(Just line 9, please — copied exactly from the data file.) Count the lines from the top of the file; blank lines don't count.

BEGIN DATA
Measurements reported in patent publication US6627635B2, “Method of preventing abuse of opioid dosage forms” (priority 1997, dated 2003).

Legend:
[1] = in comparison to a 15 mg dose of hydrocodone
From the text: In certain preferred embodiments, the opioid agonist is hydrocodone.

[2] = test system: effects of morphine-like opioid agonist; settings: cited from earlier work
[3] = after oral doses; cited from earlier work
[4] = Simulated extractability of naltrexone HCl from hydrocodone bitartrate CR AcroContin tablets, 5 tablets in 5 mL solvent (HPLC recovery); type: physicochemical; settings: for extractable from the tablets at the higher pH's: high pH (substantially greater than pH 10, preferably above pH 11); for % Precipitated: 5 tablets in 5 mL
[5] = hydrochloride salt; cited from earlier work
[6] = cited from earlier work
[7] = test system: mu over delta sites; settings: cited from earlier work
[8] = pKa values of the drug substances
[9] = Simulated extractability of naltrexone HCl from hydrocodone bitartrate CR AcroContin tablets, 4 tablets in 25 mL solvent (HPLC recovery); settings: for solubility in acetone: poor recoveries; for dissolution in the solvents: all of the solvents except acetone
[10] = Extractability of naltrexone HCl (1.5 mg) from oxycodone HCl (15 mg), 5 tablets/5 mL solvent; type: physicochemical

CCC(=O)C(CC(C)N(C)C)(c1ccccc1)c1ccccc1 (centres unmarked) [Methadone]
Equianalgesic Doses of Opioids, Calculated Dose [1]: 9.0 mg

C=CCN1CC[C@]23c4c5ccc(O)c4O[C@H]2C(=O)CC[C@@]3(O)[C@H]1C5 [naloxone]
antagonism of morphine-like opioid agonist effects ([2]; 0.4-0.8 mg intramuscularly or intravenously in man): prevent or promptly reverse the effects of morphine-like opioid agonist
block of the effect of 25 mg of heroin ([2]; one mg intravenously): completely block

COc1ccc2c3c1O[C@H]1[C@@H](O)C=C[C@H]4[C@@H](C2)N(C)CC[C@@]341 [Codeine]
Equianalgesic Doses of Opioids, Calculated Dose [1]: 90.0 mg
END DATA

[6] = cited from earlier work